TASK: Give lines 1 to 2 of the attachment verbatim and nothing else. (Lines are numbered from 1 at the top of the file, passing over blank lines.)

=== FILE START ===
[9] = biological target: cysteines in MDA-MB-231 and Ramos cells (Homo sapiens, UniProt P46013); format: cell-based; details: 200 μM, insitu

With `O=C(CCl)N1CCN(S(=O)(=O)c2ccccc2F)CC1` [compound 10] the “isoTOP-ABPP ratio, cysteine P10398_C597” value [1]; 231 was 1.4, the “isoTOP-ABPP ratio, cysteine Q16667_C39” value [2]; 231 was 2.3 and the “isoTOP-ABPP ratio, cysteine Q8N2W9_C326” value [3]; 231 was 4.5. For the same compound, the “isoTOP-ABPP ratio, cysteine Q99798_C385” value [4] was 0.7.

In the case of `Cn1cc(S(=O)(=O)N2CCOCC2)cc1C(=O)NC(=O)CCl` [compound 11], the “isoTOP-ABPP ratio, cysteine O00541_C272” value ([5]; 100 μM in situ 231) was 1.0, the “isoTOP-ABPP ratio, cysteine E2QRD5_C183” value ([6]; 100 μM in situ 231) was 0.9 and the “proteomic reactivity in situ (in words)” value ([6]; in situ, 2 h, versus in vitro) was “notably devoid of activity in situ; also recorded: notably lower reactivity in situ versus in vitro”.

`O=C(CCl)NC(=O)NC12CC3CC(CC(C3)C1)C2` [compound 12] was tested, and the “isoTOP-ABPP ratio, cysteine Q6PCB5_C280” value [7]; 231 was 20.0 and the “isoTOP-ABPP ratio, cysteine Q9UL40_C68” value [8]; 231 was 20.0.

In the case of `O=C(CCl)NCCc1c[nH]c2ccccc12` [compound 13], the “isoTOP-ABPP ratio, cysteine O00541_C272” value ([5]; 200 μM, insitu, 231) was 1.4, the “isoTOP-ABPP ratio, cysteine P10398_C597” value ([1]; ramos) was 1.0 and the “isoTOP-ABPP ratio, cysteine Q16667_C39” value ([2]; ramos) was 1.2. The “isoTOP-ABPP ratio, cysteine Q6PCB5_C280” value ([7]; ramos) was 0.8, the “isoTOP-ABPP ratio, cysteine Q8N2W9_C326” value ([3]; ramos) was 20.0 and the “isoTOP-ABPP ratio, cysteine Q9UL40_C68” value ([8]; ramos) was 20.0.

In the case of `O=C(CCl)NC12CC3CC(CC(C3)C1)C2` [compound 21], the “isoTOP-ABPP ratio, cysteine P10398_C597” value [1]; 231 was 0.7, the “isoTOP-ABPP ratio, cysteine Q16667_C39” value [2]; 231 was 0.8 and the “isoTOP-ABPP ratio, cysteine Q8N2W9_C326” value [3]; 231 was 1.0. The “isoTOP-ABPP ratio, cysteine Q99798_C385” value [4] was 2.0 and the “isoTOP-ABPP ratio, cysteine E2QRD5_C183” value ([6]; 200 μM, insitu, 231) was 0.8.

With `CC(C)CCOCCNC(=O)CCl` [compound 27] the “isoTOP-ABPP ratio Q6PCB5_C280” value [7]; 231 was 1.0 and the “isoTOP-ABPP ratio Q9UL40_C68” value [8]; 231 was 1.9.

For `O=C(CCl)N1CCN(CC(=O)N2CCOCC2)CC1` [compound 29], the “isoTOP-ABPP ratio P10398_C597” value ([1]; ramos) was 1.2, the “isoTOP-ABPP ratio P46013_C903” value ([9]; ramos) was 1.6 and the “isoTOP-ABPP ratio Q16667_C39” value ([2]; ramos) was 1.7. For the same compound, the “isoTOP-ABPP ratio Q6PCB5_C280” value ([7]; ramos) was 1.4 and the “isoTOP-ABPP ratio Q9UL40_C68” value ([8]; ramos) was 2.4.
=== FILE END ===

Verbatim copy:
[9] = biological target: cysteines in MDA-MB-231 and Ramos cells (Homo sapiens, UniProt P46013); format: cell-based; details: 200 μM, insitu

With `O=C(CCl)N1CCN(S(=O)(=O)c2ccccc2F)CC1` [compound 10] the “isoTOP-ABPP ratio, cysteine P10398_C597” value [1]; 231 was 1.4, the “isoTOP-ABPP ratio, cysteine Q16667_C39” value [2]; 231 was 2.3 and the “isoTOP-ABPP ratio, cysteine Q8N2W9_C326” value [3]; 231 was 4.5. For the same compound, the “isoTOP-ABPP ratio, cysteine Q99798_C385” value [4] was 0.7.